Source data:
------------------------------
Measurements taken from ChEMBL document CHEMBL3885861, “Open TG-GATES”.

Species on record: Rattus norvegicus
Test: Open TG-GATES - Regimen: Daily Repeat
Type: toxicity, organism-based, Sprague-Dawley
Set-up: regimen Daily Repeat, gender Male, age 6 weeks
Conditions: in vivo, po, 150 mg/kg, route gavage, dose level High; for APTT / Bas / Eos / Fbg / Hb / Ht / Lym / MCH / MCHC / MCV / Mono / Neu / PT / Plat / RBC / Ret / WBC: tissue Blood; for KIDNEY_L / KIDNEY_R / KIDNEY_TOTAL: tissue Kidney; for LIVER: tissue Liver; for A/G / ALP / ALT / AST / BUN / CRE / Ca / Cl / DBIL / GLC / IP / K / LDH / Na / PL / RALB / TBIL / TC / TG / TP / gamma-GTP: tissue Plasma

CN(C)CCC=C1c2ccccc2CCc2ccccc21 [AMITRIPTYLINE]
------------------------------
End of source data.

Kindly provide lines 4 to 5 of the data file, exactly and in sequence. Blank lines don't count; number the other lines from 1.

Type: toxicity, organism-based, Sprague-Dawley
Set-up: regimen Daily Repeat, gender Male, age 6 weeks